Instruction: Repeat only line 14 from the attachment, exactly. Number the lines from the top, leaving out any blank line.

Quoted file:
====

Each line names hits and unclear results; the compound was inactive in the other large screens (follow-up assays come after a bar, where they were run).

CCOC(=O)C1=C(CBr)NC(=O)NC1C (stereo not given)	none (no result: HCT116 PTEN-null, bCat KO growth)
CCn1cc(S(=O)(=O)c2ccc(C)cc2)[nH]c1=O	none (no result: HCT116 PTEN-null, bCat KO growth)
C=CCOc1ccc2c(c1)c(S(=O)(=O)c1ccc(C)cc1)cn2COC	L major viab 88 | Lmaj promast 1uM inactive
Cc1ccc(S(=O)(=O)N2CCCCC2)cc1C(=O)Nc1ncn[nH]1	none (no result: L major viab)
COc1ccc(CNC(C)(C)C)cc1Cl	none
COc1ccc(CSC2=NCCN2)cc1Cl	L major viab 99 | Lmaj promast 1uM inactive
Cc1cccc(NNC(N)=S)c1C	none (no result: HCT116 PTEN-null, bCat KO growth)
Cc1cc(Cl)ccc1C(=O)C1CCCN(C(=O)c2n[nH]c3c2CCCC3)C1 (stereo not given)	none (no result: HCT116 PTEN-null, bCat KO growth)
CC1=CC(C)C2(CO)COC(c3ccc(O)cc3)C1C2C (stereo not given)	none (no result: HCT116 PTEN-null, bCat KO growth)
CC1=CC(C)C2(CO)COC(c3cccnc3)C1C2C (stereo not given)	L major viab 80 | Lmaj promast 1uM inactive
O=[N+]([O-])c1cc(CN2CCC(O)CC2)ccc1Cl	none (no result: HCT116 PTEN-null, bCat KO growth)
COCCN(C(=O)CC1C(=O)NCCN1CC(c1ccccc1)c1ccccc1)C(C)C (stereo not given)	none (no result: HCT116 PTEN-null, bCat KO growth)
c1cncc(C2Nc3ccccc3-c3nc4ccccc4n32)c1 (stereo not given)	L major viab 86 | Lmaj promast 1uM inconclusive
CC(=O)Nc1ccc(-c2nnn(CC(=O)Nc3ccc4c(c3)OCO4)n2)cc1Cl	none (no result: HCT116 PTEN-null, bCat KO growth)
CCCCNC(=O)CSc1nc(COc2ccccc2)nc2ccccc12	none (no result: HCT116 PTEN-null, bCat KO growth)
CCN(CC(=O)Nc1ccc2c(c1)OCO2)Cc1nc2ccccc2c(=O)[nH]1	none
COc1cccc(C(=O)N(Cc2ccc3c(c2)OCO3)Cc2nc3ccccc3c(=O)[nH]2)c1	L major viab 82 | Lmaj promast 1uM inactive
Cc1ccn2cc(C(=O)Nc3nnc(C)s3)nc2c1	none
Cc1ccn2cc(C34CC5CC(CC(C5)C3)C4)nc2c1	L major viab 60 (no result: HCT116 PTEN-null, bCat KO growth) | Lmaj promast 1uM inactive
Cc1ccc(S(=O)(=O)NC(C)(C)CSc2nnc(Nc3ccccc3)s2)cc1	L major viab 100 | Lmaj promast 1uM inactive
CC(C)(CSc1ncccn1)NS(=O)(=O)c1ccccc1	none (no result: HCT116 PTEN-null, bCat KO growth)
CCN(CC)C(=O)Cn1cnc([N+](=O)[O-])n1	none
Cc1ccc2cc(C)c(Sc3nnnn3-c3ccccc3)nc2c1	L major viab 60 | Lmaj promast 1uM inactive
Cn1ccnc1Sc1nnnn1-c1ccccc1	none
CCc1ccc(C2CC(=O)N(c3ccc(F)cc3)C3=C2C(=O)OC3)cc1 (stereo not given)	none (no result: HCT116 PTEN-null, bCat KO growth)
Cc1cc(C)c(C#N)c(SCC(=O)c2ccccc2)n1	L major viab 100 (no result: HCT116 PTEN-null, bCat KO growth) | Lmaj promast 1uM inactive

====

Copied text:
c1cncc(C2Nc3ccccc3-c3nc4ccccc4n32)c1 (stereo not given)	L major viab 86 | Lmaj promast 1uM inconclusive